New research that suggests regions with underperforming schools are more likely to have the highest numbers of UKIP voters has sparked heated debate in education’s Twittersphere.
But research author Dr Meenakshi Parameshwaran, of think tank LKMco and Education Datalab, says it’s time to wake up to “the uncanny relationship between UKIP voting and education”.
“Whatever the causes of the relationship . . . it is clear that we cannot continue to ignore areas of the UK where educational performance is low, and where voters feel endorsing UKIP is the best way to improve things for themselves.”
She analysed vote share and educational data for the 533 English constituencies, finding that areas with higher UKIP vote shares tended to have lower average GCSE performance.
“Whilst there are some outliers, the negative relationship between areas of educational underperformance and UKIP voting is undeniable,” she said.
“It is also quite a strong relationship, with every quarter of a per cent reduction in average GCSE performance significantly associated with a rise in local UKIP vote share by 1 per cent.”
The findings were contested on social media, with many observers stating that numerous factors could explain the relationship between UKIP vote share and GCSE performance.
But a second study by Dr Parameshwaran, published last week, found that “constituencies with better GCSE performance have lower UKIP vote shares, even after accounting for local levels of education, unemployment, deprivation and ethnicity”.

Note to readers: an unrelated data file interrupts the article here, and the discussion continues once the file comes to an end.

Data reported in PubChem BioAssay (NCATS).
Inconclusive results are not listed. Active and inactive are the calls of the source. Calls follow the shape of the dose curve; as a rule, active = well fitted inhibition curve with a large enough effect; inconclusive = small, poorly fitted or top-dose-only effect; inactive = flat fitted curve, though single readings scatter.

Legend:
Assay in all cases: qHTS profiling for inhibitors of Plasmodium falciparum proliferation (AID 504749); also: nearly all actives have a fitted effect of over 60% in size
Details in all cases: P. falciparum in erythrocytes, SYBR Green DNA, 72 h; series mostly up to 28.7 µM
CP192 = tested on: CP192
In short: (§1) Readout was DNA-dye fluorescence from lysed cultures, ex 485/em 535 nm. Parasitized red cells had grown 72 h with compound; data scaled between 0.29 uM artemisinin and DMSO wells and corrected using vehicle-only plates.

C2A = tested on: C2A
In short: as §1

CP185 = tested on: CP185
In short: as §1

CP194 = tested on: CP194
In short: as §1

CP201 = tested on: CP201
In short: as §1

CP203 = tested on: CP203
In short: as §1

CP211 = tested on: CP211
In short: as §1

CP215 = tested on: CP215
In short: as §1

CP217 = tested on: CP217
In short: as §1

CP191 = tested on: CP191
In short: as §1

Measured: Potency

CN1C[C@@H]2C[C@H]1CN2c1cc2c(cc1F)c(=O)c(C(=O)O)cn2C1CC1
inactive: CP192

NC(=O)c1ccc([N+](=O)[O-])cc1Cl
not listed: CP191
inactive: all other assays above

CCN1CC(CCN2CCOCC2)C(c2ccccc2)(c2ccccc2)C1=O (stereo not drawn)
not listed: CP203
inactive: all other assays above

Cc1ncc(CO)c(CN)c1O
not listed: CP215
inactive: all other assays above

She told Schools Week: “Whilst my results might have surprised some people, those familiar with research on educational and social disadvantage already argue that radical reforms are needed to end the persistent structural inequality that is driving support for UKIP.
“In particular, more needs to be done to break the cycle of educational disadvantage, such as providing extra support to those children whose parents struggle both financially and educationally.”
Ian Martin, a primary school teacher in Leeds, has also investigated the relationship between pupil premium and community cohesion. In his research for his masters degree, he found that school experiences of parents may be a factor, more so than current school underperformance.
“Many working-class parents told me that they feel their experiences are not understood by people in positions of authority, and that their own, often unhappy or at least underwhelming, experiences of school mean they feel the same about the culture within many (but not all) schools.
“Many told me that they felt no hope for their children’s future and that they had no faith in the political mainstream. I concluded that the needs of working-class communities in many parts of the UK are not being addressed by mainstream decision-makers and that the experiences of working-class communities are often dismissed as of a lesser value.”
UKIP was approached for comment on several occasions, but did not respond before Schools Week went to press.